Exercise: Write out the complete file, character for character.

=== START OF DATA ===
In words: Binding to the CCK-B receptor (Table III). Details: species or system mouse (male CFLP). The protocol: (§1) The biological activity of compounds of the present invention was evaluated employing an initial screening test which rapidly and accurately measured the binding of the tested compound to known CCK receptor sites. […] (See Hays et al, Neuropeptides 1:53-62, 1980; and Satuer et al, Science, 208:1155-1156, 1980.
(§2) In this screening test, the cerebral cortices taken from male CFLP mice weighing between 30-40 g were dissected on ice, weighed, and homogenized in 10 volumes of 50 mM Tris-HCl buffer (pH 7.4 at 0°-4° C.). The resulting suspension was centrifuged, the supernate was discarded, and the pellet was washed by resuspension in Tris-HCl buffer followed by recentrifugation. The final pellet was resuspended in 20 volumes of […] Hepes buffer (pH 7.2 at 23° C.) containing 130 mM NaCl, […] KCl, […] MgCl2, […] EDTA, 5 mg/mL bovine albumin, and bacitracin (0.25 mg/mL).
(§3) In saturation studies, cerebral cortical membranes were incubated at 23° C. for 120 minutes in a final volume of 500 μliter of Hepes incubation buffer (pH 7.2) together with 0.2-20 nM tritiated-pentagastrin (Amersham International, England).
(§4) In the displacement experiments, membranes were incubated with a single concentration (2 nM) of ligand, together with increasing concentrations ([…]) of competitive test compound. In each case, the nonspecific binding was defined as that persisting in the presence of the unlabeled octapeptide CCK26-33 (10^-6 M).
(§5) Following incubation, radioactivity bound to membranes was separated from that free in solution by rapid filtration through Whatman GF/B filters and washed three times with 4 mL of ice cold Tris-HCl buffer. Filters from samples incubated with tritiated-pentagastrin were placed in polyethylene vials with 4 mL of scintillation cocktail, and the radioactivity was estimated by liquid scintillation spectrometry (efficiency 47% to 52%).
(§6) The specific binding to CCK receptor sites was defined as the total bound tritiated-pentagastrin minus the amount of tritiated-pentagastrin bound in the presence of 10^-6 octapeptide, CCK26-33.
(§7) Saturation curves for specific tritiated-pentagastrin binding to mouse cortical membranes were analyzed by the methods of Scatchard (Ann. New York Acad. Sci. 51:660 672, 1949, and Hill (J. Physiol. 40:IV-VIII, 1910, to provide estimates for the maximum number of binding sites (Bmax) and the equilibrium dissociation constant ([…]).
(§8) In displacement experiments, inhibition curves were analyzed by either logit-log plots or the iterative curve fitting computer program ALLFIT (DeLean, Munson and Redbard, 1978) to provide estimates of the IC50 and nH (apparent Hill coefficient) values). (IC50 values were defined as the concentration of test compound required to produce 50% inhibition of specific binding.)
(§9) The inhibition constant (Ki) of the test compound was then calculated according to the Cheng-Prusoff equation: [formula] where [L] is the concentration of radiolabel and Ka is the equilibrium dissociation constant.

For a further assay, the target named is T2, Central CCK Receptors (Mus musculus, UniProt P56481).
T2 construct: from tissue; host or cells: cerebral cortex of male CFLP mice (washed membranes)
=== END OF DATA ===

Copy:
In words: Binding to the CCK-B receptor (Table III). Details: species or system mouse (male CFLP). The protocol: (§1) The biological activity of compounds of the present invention was evaluated employing an initial screening test which rapidly and accurately measured the binding of the tested compound to known CCK receptor sites. […] (See Hays et al, Neuropeptides 1:53-62, 1980; and Satuer et al, Science, 208:1155-1156, 1980.
(§2) In this screening test, the cerebral cortices taken from male CFLP mice weighing between 30-40 g were dissected on ice, weighed, and homogenized in 10 volumes of 50 mM Tris-HCl buffer (pH 7.4 at 0°-4° C.). The resulting suspension was centrifuged, the supernate was discarded, and the pellet was washed by resuspension in Tris-HCl buffer followed by recentrifugation. The final pellet was resuspended in 20 volumes of […] Hepes buffer (pH 7.2 at 23° C.) containing 130 mM NaCl, […] KCl, […] MgCl2, […] EDTA, 5 mg/mL bovine albumin, and bacitracin (0.25 mg/mL).
(§3) In saturation studies, cerebral cortical membranes were incubated at 23° C. for 120 minutes in a final volume of 500 μliter of Hepes incubation buffer (pH 7.2) together with 0.2-20 nM tritiated-pentagastrin (Amersham International, England).
(§4) In the displacement experiments, membranes were incubated with a single concentration (2 nM) of ligand, together with increasing concentrations ([…]) of competitive test compound. In each case, the nonspecific binding was defined as that persisting in the presence of the unlabeled octapeptide CCK26-33 (10^-6 M).
(§5) Following incubation, radioactivity bound to membranes was separated from that free in solution by rapid filtration through Whatman GF/B filters and washed three times with 4 mL of ice cold Tris-HCl buffer. Filters from samples incubated with tritiated-pentagastrin were placed in polyethylene vials with 4 mL of scintillation cocktail, and the radioactivity was estimated by liquid scintillation spectrometry (efficiency 47% to 52%).
(§6) The specific binding to CCK receptor sites was defined as the total bound tritiated-pentagastrin minus the amount of tritiated-pentagastrin bound in the presence of 10^-6 octapeptide, CCK26-33.
(§7) Saturation curves for specific tritiated-pentagastrin binding to mouse cortical membranes were analyzed by the methods of Scatchard (Ann. New York Acad. Sci. 51:660 672, 1949, and Hill (J. Physiol. 40:IV-VIII, 1910, to provide estimates for the maximum number of binding sites (Bmax) and the equilibrium dissociation constant ([…]).
(§8) In displacement experiments, inhibition curves were analyzed by either logit-log plots or the iterative curve fitting computer program ALLFIT (DeLean, Munson and Redbard, 1978) to provide estimates of the IC50 and nH (apparent Hill coefficient) values). (IC50 values were defined as the concentration of test compound required to produce 50% inhibition of specific binding.)
(§9) The inhibition constant (Ki) of the test compound was then calculated according to the Cheng-Prusoff equation: [formula] where [L] is the concentration of radiolabel and Ka is the equilibrium dissociation constant.

For a further assay, the target named is T2, Central CCK Receptors (Mus musculus, UniProt P56481).
T2 construct: from tissue; host or cells: cerebral cortex of male CFLP mice (washed membranes)